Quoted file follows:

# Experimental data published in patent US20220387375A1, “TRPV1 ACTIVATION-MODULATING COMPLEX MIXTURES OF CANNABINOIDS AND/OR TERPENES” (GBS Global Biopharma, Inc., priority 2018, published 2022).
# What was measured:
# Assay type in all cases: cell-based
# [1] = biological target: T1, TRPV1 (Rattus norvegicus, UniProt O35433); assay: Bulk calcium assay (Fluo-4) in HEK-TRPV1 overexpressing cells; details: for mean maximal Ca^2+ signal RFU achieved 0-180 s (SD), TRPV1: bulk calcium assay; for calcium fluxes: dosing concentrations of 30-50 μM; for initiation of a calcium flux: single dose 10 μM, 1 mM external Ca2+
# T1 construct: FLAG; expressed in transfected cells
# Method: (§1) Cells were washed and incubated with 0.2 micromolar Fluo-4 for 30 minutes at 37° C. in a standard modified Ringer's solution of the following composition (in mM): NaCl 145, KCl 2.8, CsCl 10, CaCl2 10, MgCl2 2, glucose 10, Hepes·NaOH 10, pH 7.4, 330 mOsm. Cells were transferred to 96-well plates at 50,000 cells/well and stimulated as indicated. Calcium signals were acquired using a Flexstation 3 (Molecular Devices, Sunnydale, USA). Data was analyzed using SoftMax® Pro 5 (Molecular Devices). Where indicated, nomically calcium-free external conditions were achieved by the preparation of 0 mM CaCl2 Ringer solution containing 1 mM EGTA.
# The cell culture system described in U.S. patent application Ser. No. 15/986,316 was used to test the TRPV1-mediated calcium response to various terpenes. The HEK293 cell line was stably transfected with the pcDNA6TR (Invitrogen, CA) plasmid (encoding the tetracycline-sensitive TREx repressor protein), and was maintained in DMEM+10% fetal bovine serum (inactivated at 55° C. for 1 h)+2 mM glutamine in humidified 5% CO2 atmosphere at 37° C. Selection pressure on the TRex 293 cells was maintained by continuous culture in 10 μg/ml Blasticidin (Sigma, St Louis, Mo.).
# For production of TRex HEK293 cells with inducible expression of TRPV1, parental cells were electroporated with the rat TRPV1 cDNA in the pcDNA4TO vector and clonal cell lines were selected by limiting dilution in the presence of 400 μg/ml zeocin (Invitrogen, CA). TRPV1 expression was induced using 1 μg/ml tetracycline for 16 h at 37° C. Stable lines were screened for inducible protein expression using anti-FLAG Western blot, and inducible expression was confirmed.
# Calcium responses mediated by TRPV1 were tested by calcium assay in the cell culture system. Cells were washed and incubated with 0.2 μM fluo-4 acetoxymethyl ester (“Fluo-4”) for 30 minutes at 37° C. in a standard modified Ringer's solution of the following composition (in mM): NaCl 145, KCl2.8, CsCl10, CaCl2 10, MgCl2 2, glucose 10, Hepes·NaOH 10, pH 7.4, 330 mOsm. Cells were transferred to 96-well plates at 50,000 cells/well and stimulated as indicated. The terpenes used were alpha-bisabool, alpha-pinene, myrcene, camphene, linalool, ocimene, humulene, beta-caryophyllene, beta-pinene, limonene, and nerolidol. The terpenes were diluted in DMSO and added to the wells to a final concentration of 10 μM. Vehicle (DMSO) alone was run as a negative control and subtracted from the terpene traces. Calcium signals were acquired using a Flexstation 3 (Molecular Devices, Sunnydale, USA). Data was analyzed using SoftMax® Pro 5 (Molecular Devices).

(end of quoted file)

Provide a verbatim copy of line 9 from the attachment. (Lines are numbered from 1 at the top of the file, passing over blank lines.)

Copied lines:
# Calcium responses mediated by TRPV1 were tested by calcium assay in the cell culture system. Cells were washed and incubated with 0.2 μM fluo-4 acetoxymethyl ester (“Fluo-4”) for 30 minutes at 37° C. in a standard modified Ringer's solution of the following composition (in mM): NaCl 145, KCl2.8, CsCl10, CaCl2 10, MgCl2 2, glucose 10, Hepes·NaOH 10, pH 7.4, 330 mOsm. Cells were transferred to 96-well plates at 50,000 cells/well and stimulated as indicated. The terpenes used were alpha-bisabool, alpha-pinene, myrcene, camphene, linalool, ocimene, humulene, beta-caryophyllene, beta-pinene, limonene, and nerolidol. The terpenes were diluted in DMSO and added to the wells to a final concentration of 10 μM. Vehicle (DMSO) alone was run as a negative control and subtracted from the terpene traces. Calcium signals were acquired using a Flexstation 3 (Molecular Devices, Sunnydale, USA). Data was analyzed using SoftMax® Pro 5 (Molecular Devices).